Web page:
Orange County Paradise, KKK Violence, & Fighting The SAPD

Disneyland, shopping, restaurants, and crystal clear oceans are what the average person may think about Orange County but there is more to the OC than these luxuries. Just this past Saturday (February 27th) there was a KKK protest that was met with anti-protesters in Anaheim and a protest against the Santa Ana Police Department seeking justice for Ernesto Canepa who was killed a year ago for allegedly committing a robbery. If these events are a representation of anything it is that the communities of color in the OC face great challenges against them in this supposedly safe county.

KKK in the OC

The KKK protest took place just a few miles away from Irvine, which is considered one of the safest cities in the U.S., in the city of Anaheim. A  week before the protest was to take place the Grand Dragon ,terminology for a leader of the KKK in that State, announced on twitter his intentions to protest in Anaheim. There has been criticism by activist claiming the police and other media did not take these early signs seriously, leading to an altercation that did not have to take place. Below is a screenshot of a couple of his statements from the beginning of February.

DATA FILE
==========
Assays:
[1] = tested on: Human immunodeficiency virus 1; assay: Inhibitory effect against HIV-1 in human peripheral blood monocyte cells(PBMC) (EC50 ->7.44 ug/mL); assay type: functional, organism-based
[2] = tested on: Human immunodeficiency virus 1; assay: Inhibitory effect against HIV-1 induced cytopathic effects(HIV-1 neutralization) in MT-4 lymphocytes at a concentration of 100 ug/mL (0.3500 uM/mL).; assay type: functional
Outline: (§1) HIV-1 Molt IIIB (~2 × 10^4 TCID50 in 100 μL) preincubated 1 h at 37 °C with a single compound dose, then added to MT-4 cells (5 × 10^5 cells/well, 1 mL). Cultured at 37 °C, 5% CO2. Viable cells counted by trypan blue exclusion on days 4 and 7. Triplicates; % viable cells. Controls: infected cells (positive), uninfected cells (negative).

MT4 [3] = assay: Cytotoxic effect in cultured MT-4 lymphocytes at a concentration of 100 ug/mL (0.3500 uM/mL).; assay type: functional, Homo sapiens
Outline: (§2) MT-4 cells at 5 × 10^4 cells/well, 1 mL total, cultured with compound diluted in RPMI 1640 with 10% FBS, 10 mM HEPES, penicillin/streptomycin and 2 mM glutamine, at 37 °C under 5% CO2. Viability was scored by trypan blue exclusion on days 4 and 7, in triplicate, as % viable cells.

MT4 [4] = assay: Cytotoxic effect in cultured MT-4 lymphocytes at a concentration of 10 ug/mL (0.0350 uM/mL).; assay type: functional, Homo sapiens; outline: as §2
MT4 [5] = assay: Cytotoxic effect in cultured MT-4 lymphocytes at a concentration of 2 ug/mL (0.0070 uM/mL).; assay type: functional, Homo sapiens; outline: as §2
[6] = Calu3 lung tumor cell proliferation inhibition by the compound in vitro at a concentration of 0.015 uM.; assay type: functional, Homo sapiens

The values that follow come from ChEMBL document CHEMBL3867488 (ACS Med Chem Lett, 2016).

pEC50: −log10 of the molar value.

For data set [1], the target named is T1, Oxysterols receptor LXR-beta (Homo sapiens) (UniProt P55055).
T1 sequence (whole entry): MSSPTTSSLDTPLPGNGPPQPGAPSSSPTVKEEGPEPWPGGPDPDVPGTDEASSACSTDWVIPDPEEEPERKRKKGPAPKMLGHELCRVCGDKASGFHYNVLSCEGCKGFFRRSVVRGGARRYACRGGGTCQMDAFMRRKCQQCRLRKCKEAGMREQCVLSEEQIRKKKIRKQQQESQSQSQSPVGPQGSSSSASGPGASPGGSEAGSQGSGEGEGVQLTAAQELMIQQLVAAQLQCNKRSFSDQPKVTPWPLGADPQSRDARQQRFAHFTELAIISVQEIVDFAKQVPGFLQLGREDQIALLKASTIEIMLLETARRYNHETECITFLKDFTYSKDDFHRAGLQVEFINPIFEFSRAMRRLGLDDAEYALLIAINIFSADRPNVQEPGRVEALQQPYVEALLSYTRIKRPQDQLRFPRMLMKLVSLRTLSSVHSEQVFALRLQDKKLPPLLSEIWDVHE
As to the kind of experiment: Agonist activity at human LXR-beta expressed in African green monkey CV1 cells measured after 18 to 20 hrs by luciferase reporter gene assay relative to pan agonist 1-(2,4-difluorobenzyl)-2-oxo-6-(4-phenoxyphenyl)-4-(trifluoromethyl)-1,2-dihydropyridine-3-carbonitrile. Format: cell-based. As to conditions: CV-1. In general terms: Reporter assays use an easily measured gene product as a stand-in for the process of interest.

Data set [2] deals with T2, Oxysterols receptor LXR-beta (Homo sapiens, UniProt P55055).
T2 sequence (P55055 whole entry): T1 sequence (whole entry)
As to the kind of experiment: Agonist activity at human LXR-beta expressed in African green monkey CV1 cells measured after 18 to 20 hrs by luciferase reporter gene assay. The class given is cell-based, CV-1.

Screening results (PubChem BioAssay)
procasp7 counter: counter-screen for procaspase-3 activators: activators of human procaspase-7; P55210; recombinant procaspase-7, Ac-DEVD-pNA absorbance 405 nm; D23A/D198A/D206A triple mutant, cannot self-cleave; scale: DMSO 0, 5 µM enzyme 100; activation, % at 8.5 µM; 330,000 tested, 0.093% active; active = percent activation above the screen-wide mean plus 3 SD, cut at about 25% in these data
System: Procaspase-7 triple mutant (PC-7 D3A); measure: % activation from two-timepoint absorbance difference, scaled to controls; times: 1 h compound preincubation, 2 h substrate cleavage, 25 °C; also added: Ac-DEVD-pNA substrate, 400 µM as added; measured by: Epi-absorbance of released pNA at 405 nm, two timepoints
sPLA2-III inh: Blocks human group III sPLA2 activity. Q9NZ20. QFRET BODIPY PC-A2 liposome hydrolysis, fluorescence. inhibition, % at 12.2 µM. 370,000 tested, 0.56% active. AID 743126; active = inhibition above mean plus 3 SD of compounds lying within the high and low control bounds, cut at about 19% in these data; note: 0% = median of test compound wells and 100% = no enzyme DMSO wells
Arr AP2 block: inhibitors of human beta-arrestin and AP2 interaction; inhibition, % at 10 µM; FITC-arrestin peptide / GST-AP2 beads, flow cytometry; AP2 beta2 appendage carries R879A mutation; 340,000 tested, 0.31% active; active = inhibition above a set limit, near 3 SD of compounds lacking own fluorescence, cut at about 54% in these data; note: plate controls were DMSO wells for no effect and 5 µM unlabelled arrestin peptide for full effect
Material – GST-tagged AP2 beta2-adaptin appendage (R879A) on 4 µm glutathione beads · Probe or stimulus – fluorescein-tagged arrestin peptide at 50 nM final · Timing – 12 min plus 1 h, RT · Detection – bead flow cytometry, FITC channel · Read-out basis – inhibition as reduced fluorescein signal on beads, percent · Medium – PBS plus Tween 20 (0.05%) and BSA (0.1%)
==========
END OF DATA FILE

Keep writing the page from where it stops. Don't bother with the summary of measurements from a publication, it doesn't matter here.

grand dragon

The protest started around mid day at Pearson Park. Klan members were said to be saying that ,”White Lives Matter”, and had signs that read the same but they were quickly outnumbered by angry counter protesters. The violence took forms of fist fighting, kicking, and stabbings by blades and the ends of an American flag. Video of the different violent confrontations of the groups can be found here. The video shows that the anti protesters started the fights and the KKK were acting in self defense. Of course the validation of the KKK being there comes from their right to freedom of speech but that argument is hypocritical considering groups such as the Black Panthers who were encouraged to use violence as self defense were still eradicated. Counter protesters acting in violence does not compare to the horrendous violence the KKK’s history represents.

 

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Protester kicking Klan member in the face. Image courtesy of the LA Times.

The clash of groups led to multiple arrest which included 5 KKK members and 7 counter protesters. There has been backlash by many activist who were outraged by the Anaheim Police Department’s decision to keep counter protesters behind bars while allowing the members of the KKK who were arrested to be released since they were said to be acting in self defense.